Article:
Ryan Spearman, an open-mic night host, guitar instructor and fine folk singer, isn't kidding around when he talks about "going green." His latest album, Get Along Home, was recorded using instruments made from repurposed or recycled items — cigar boxes, wine bottles and pizza boxes are all manipulated and employed throughout the album. Spearman, alongside his wife and collaborator, Kelly Wells (who is the executive director of the Folk School of St. Louis), founded the Green Strum Project to "explore connections between art and sustainability in St. Louis." It's a project that's easy to love even before you hear a note. As it turns out, the album of suitably hand-hewn folk tunes stands on its own, even without the ideological trappings.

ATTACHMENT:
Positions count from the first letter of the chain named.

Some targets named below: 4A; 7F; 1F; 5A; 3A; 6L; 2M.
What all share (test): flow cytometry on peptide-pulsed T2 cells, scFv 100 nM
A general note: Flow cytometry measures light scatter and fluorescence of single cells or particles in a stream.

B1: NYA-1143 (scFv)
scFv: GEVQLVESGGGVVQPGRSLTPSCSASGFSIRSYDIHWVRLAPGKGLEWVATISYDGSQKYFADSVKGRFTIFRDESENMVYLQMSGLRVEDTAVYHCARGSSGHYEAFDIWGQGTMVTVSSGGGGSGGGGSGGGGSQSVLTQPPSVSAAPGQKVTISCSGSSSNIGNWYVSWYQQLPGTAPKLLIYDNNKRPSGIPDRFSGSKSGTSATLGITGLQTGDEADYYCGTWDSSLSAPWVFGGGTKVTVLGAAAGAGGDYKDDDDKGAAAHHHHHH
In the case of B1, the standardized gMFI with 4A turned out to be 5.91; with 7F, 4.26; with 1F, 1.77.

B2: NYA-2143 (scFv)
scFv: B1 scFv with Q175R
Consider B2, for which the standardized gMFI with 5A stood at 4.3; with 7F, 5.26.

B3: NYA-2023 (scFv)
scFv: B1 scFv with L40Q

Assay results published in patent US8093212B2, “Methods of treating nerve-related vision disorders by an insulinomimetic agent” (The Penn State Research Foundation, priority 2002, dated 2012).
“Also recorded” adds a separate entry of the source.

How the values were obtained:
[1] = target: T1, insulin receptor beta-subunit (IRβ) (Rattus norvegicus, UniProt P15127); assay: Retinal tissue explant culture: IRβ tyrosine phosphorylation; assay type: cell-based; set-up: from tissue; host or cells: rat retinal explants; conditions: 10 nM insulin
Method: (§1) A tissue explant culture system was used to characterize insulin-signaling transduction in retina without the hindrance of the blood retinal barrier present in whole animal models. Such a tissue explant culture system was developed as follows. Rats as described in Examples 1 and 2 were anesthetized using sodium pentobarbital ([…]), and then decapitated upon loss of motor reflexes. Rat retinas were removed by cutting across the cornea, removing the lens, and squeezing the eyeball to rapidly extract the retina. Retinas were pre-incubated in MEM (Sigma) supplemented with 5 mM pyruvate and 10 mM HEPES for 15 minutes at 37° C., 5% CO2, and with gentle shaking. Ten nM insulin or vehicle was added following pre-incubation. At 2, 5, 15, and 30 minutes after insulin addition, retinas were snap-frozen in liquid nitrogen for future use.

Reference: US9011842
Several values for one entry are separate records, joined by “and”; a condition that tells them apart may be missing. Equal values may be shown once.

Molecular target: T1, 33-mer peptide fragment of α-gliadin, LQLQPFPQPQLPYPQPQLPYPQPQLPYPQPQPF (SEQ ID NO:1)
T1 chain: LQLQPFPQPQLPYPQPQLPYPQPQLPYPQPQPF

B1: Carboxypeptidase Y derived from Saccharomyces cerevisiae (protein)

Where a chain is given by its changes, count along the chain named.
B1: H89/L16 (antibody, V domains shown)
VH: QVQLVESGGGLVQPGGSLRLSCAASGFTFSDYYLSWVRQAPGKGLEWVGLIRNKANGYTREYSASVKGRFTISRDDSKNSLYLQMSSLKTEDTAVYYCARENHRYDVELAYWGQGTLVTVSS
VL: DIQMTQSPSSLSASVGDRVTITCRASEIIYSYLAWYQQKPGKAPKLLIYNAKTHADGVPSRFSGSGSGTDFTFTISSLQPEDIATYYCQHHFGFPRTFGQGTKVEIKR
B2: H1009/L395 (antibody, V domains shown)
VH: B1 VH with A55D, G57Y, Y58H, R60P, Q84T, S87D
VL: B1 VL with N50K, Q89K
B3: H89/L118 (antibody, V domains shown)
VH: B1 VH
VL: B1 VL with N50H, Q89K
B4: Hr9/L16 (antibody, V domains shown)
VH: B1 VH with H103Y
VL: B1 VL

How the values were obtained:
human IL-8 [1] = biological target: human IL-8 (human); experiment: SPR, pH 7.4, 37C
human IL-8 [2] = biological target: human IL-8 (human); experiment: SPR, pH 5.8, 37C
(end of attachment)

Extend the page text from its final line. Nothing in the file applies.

The breezy, sunny strums of Spearman's tunes mix well with his slight drawl and honeyed delivery. The whistling blues of album opener "Mutton Chops" tells the tale of a two-bit scammer in a familiar story-song style that shows Spearman an apt pupil of his forebears, but nothing on Get Along Home comes off as purposefully old-timey or affected. In fact, his best songs show a topical bend to his songwriting, as on the artfully plucked "Promised Land." In the song, Spearman takes aim at American values with neither vitriol nor paranoia but with a weathered, wearying sigh. A similar vein runs through "Land of the Free," though the slow fade of "Hometown" is a better display of what becomes of busted dreams. Amid these moments of heaviness and hard questions come plenty of front-porch picking and light, jazzy strums. Baseball fans will take special joy in "Willie McGee," wherein the great Cardinals outfielder is cast as a folktale hero who strides tall alongside giants like Bruce Sutter and Ozzie Smith. St. Louis always loves the hard-hustling underdog, and Spearman fits that mold with such an ambitious and thoughtful project.